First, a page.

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Silent bacterial growth among older women

Silent bacterial growth among older women

Asymptomatic bacteriuria may lead to a urinary tract infection or even temporary renal failure for some individuals

Bacterial growth in the urinary tract is a silent invader among the elderly, especially women. While the bacteria in the form of pus cells come with no pain or irritation, they can be a sign of impending urinary tract infection. “Bacteria or pus cells in the urinary tract can often prevail among the elderly and show no symptoms and the condition is called asymptomatic bacteriuria,” says Dr Steve Paul Manjaly, consultant geriatrician at Apollo Hospitals, Bengaluru.

asymptomatic bacteriuria

Usually, the manifestation of the bacterial colony is silent and shows no symptoms, says Dr Asima Banu, professor of Microbiology at Bangalore Medical College and Research Institute. “Symptoms such as lower abdominal pain, blood in the urine, fever, burning micturition (pain), difficulty in passing urine. Only when the bacterial growth multiplies and the count becomes more than 1 lakh colonies per 1 ml of urine, the condition is termed as significant and requires further treatment,” Dr Banu tells Happiest Health.

Noticing unusual changes in the daily activities of an elderly person can help identify the gradually increasing symptoms of bacterial growth, says Dr Manjaly. “It could be decreased or increased urine output, not walking up to the dinner table, not socializing as before, confused speech,” he says. He adds that if ignored, asymptomatic bacteriuria can lead to UTI.

Bacterial infection may lead to UTI

Dr Manjaly recalls the case of a 75-year-old woman who was brought in by her caregivers. She showed no classical symptoms of UTI. However, she had a confused speech. Caregivers recalled that she had uncontrolled urination a few prior and had stopped her regular intake of water to avoid uncontrolled urination. She also showed significant social withdrawal.

On further examination, Dr Manjaly found that the elderly woman was dehydrated. A clinical examination revealed the presence of bacteria or pus cells in the urinary tract. This was a classic case of asymptomatic bacteriuria which could eventually lead to UTI. Her creatinine level was more than 1.5 times the baseline.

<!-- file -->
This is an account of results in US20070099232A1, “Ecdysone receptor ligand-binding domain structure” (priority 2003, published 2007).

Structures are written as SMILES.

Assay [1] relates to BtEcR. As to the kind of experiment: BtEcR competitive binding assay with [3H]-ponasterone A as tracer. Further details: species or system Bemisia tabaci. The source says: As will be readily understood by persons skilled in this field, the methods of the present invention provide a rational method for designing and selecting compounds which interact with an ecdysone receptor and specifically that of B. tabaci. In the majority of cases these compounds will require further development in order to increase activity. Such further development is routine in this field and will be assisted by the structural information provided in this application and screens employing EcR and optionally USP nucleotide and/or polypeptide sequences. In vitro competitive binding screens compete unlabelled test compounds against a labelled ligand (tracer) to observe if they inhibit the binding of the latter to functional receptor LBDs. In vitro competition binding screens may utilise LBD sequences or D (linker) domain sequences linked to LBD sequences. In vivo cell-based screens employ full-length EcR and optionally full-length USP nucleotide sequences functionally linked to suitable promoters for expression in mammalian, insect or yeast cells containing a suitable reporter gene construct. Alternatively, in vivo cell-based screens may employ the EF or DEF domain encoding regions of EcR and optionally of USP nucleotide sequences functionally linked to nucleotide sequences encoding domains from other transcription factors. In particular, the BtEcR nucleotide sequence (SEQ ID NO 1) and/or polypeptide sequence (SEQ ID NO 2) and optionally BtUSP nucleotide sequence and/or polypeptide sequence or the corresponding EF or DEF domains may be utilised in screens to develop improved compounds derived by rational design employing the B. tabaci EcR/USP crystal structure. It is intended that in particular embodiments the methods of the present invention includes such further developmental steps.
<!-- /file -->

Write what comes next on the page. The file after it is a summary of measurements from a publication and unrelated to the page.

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Creatinine is the chemical byproduct of the muscle function in the body present in the blood. The level of creatinine indicates how well waste product is filtered in the body. More than 1 mg/dl (milligram per decilitre) is an alarming number. According to Dr Manjaly, in this woman’s case, the creatinine level indicated chances of temporary renal /kidney failure.

Dr Manjaly warns that pus cells in the urine can also be seen in individuals with uncontrolled diabetes, a medical history of recurrent UTI, or anatomical abnormalities. “Thus, the diagnosis of asymptomatic bacteriuria should rule out the above medical conditions,” he says.

If pus cells continue to show in the urine when tested in a span of 10 weeks, the condition is called long-term asymptomatic bacteriuria, says Dr Vivek Pai, a urologist from Yenepoya Speciality Hospital, Mangaluru, Karnataka.

According to Dr Pai, 1-5 per cent of premenopausal women are at risk of developing asymptomatic bacteriuria. “This risk increases to 4-19 per cent in elderly females.”

Dr Nagaraja Rao, a urologist at Rao’s Uro Care, Bengaluru, says that other elderly persons who are at risk include those with:

  • Catheters (i.e. insertion of urinary tube. These tubes are more prone to contamination if there are pus cells in the urine)
  • Uncontrolled diabetes
  • Institutionalised elderly

Older women are more vulnerable 

Dr Manjaly explains that the female genital tract contains neutralising components (a lubricant layer that prevents the microorganisms from secreting chemicals). “In older women, this compensatory mechanism functions moderately,” he says “Hence, they are more prone to secreting more chemicals. The collected urine passes through this contaminated tract and extracts the bacteria consequently.”

Dr Rao further explains that “the proximity of the vaginal and the urethral orifices causes asymptomatic bacteriuria in women. Also, a shorter urethra increases the chances of bacteria entering the urinary system during an infection.”

Treating asymptomatic bacteriuria

Dr Pai says that asymptomatic bacteriuria requires no treatment in low-risk or no-risk category individuals. One of the major concerns in this condition is the over-prescription of antibiotics even for those in the low-risk category. “However, the high-risk individuals including those who are hospitalised, pregnant and those with spinal injury require treatment for asymptomatic bacteriuria,” he says.

Elderly persons who are due for surgery (such as urinary tract surgery and joint replacement surgery) are also in the high-risk category, Dr Rao says.

In addition, older adults who are at a higher risk of developing recurrent UTI (2-3 episodes in a month) should also be treated for asymptomatic bacteriuria, says Dr Manjaly.

Prevention with personal hygiene

Maintaining personal hygiene along with cleaning and urethra and patting it dry after urination can help prevent asymptomatic bacteriuria, says Dr Manjaly. He also recommends that the elderly or caregivers closely assess the chances of fungal infection, especially in women.


It is a myth that asymptomatic bacteriuria can be washed out only with fluid intake. Dr Manjaly advises against drinking water to prevent asymptomatic bacteriuria in the elderly.

He warns, “Drinking plenty of water does not prevent or cure the bacterial colonisation area. As stated earlier, if the asymptomatic bacteriuria has led to kidney failure, drinking excess water can further pressurize the kidney and increase the problem.”

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